Friday, October 10, 2008

George Dunlop Leslie - The Town and Country Mouse

signed l.l.: G. D. LESLIE; signed and inscribed with the artist's address on the stretcher

oil on canvas
38 by 29 ½ in.
Royal Academy, 1907

G.D. Leslie’s 1907 painting of two girls meeting in a Thames-side landscape – one fashionably dressed and standing with a self-conscious air, the other plainly dressed and at ease in her rural soundings – is inspired by Aesop’s fable of the town mouse and the country mouse:

Now you must know that a town mouse once upon a time went on a visit to his cousin in the country. He was rough and ready, this cousin, but he loved his town friend and made him heartily welcome. Beans and bacon, cheese and bread, were all he had to offer, but he offered them freely. The town mouse rather turned up his long nose at this country fare, and said, ‘I cannot understand, cousin, how you can put up with such poor food as this, but of course you cannot expect anything better in the country; come you with me and I will show you how to live. When you have been in town a week you will wonder how you could ever have stood a country life.’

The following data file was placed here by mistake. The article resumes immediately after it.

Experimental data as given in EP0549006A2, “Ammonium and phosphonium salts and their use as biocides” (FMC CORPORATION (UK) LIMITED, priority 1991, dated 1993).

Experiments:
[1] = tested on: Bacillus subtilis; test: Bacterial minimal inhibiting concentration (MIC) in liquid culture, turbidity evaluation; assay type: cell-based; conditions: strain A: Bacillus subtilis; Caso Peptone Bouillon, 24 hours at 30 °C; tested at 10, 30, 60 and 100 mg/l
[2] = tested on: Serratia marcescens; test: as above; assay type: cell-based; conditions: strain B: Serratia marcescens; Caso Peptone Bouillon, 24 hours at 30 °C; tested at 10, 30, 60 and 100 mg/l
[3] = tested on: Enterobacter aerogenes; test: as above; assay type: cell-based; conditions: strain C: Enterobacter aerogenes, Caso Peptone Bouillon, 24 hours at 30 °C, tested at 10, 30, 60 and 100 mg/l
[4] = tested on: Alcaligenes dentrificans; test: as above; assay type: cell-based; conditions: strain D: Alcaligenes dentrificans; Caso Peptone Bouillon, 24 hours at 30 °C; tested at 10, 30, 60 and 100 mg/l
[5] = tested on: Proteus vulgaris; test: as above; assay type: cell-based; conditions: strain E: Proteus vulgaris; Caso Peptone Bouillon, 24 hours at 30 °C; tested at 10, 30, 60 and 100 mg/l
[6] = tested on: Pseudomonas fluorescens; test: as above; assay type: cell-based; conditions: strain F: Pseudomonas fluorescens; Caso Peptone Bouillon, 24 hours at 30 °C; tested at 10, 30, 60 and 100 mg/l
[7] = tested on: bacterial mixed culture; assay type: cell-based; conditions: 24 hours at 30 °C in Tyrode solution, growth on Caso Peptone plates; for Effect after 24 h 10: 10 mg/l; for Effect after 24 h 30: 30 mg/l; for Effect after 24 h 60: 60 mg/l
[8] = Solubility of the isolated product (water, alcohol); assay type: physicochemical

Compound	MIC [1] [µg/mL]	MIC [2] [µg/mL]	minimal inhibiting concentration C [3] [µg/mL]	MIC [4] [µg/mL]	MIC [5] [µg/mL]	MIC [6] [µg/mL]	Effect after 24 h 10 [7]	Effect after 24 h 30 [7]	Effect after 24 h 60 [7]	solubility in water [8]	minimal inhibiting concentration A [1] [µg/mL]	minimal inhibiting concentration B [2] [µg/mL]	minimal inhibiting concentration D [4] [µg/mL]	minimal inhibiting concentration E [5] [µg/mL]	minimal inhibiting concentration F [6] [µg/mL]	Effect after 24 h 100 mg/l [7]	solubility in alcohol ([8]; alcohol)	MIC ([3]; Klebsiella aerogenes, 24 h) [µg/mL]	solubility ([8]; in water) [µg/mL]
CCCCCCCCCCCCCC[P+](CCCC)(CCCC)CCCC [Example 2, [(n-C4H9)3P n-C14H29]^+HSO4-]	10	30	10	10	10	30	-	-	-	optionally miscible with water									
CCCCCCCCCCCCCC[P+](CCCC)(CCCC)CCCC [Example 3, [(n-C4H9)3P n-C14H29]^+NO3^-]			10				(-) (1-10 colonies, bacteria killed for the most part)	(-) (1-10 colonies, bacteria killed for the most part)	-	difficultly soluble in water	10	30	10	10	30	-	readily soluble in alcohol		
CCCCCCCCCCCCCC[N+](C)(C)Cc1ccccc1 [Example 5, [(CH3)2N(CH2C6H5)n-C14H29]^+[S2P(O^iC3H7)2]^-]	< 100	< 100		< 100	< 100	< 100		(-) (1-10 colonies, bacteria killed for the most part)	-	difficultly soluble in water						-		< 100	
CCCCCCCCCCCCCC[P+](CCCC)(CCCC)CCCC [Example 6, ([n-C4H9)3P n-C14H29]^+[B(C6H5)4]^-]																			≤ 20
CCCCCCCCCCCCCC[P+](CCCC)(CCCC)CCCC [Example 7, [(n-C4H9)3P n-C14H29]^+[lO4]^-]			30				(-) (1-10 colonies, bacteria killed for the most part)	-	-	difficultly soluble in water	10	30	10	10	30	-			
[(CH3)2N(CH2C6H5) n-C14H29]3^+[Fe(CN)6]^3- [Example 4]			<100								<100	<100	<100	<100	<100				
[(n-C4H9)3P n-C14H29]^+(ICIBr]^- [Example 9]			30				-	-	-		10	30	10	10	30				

Aesop’s fables were much loved in Edwardian England. Beatrix Potter was to publish her own reinterpretation of the legend of the Town Mouse and Country Mouse in The Tale of Johnny Town-mouse (1918).

G.D. Leslie trained under his father, Charles Robert Leslie, RA, and also at the Royal Academy schools. For a period he was influenced by Pre-Raphaelitism, but later turned to classical-mythological subjects such as Nausicaa and her maids (shown at the Royal Academy in 1871). Eventually he adopted his characteristic aestheticised figurative arrangements usually showing young women and children in domestic interiors and landscape settings.

Leslie lived in St John’s Wood and was part of the artistic grouping known as ‘The Clique’ of which Philip Hermogenes Calderon, William Frederick Yeames, George Adolphus Storey, Fred Walker and Marcus Stone were members. Leslie had a country house near Wallingford on the River Thames, where many of his paintings – presumably including the present – were set. Leslie wrote a memoir of the life he led among painters living along the river Our River (1888).

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